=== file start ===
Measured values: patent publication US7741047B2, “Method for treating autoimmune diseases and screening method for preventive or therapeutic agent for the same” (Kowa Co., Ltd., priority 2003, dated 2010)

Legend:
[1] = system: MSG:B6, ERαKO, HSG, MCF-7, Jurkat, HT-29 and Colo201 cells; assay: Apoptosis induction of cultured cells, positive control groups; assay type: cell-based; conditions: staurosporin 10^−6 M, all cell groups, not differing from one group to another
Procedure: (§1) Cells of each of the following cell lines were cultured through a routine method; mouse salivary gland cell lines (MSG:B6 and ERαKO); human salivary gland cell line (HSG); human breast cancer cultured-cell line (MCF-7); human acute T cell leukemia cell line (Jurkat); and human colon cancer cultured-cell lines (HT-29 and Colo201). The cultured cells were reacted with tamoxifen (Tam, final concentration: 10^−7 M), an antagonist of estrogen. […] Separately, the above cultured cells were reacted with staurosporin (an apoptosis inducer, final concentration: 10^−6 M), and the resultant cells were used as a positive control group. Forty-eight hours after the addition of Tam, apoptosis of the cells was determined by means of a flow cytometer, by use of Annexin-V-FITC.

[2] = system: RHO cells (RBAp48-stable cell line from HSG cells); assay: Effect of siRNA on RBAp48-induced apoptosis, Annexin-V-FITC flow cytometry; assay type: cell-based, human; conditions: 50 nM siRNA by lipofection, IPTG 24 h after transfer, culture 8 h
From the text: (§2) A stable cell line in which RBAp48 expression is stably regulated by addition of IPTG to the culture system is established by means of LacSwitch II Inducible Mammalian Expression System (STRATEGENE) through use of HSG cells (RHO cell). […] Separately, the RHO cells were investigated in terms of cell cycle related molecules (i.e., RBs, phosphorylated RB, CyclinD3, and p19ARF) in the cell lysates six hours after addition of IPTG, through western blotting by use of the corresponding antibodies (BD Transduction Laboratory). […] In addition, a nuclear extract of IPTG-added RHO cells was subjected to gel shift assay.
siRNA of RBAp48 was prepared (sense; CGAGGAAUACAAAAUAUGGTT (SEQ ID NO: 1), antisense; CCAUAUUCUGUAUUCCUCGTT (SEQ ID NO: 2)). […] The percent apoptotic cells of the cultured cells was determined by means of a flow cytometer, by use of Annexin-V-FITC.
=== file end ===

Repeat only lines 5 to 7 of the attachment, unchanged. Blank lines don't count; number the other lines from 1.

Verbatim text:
[2] = system: RHO cells (RBAp48-stable cell line from HSG cells); assay: Effect of siRNA on RBAp48-induced apoptosis, Annexin-V-FITC flow cytometry; assay type: cell-based, human; conditions: 50 nM siRNA by lipofection, IPTG 24 h after transfer, culture 8 h
From the text: (§2) A stable cell line in which RBAp48 expression is stably regulated by addition of IPTG to the culture system is established by means of LacSwitch II Inducible Mammalian Expression System (STRATEGENE) through use of HSG cells (RHO cell). […] Separately, the RHO cells were investigated in terms of cell cycle related molecules (i.e., RBs, phosphorylated RB, CyclinD3, and p19ARF) in the cell lysates six hours after addition of IPTG, through western blotting by use of the corresponding antibodies (BD Transduction Laboratory). […] In addition, a nuclear extract of IPTG-added RHO cells was subjected to gel shift assay.
siRNA of RBAp48 was prepared (sense; CGAGGAAUACAAAAUAUGGTT (SEQ ID NO: 1), antisense; CCAUAUUCUGUAUUCCUCGTT (SEQ ID NO: 2)). […] The percent apoptotic cells of the cultured cells was determined by means of a flow cytometer, by use of Annexin-V-FITC.